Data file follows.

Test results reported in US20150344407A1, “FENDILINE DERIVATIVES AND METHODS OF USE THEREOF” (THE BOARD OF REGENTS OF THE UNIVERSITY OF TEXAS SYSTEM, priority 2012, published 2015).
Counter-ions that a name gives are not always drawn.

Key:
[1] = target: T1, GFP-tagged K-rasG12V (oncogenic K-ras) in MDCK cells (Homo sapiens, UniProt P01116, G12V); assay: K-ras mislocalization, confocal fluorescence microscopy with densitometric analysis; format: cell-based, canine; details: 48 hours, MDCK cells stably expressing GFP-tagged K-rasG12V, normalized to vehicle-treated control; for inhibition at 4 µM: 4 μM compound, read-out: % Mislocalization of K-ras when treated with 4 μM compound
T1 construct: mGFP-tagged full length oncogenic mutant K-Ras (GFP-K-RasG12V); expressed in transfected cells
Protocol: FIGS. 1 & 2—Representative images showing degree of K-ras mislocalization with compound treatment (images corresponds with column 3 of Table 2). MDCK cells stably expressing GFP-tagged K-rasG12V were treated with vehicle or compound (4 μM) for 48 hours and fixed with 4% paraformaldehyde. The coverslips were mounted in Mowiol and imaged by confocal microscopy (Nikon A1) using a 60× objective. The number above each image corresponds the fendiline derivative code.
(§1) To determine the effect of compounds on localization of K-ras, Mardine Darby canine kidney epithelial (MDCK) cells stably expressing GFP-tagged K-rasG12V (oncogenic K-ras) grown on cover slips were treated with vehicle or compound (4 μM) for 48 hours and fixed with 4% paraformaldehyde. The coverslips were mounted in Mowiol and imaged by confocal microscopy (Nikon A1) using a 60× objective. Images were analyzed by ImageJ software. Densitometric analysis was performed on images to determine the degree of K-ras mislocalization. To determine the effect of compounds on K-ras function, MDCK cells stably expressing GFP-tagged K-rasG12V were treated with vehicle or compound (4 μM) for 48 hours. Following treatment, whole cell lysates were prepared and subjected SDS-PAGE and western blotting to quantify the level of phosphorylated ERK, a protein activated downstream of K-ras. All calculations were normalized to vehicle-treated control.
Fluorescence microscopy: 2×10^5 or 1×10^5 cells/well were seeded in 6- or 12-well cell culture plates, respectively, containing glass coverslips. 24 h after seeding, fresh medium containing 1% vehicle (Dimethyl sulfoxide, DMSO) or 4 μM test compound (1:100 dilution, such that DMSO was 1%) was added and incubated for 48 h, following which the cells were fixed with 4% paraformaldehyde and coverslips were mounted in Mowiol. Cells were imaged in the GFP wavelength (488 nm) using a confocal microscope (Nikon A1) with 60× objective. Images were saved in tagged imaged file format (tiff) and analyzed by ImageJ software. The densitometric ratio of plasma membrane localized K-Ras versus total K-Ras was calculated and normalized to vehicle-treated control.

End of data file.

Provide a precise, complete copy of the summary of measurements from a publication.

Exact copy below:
Test results reported in US20150344407A1, “FENDILINE DERIVATIVES AND METHODS OF USE THEREOF” (THE BOARD OF REGENTS OF THE UNIVERSITY OF TEXAS SYSTEM, priority 2012, published 2015).
Counter-ions that a name gives are not always drawn.

Key:
[1] = target: T1, GFP-tagged K-rasG12V (oncogenic K-ras) in MDCK cells (Homo sapiens, UniProt P01116, G12V); assay: K-ras mislocalization, confocal fluorescence microscopy with densitometric analysis; format: cell-based, canine; details: 48 hours, MDCK cells stably expressing GFP-tagged K-rasG12V, normalized to vehicle-treated control; for inhibition at 4 µM: 4 μM compound, read-out: % Mislocalization of K-ras when treated with 4 μM compound
T1 construct: mGFP-tagged full length oncogenic mutant K-Ras (GFP-K-RasG12V); expressed in transfected cells
Protocol: FIGS. 1 & 2—Representative images showing degree of K-ras mislocalization with compound treatment (images corresponds with column 3 of Table 2). MDCK cells stably expressing GFP-tagged K-rasG12V were treated with vehicle or compound (4 μM) for 48 hours and fixed with 4% paraformaldehyde. The coverslips were mounted in Mowiol and imaged by confocal microscopy (Nikon A1) using a 60× objective. The number above each image corresponds the fendiline derivative code.
(§1) To determine the effect of compounds on localization of K-ras, Mardine Darby canine kidney epithelial (MDCK) cells stably expressing GFP-tagged K-rasG12V (oncogenic K-ras) grown on cover slips were treated with vehicle or compound (4 μM) for 48 hours and fixed with 4% paraformaldehyde. The coverslips were mounted in Mowiol and imaged by confocal microscopy (Nikon A1) using a 60× objective. Images were analyzed by ImageJ software. Densitometric analysis was performed on images to determine the degree of K-ras mislocalization. To determine the effect of compounds on K-ras function, MDCK cells stably expressing GFP-tagged K-rasG12V were treated with vehicle or compound (4 μM) for 48 hours. Following treatment, whole cell lysates were prepared and subjected SDS-PAGE and western blotting to quantify the level of phosphorylated ERK, a protein activated downstream of K-ras. All calculations were normalized to vehicle-treated control.
Fluorescence microscopy: 2×10^5 or 1×10^5 cells/well were seeded in 6- or 12-well cell culture plates, respectively, containing glass coverslips. 24 h after seeding, fresh medium containing 1% vehicle (Dimethyl sulfoxide, DMSO) or 4 μM test compound (1:100 dilution, such that DMSO was 1%) was added and incubated for 48 h, following which the cells were fixed with 4% paraformaldehyde and coverslips were mounted in Mowiol. Cells were imaged in the GFP wavelength (488 nm) using a confocal microscope (Nikon A1) with 60× objective. Images were saved in tagged imaged file format (tiff) and analyzed by ImageJ software. The densitometric ratio of plasma membrane localized K-Ras versus total K-Ras was calculated and normalized to vehicle-treated control.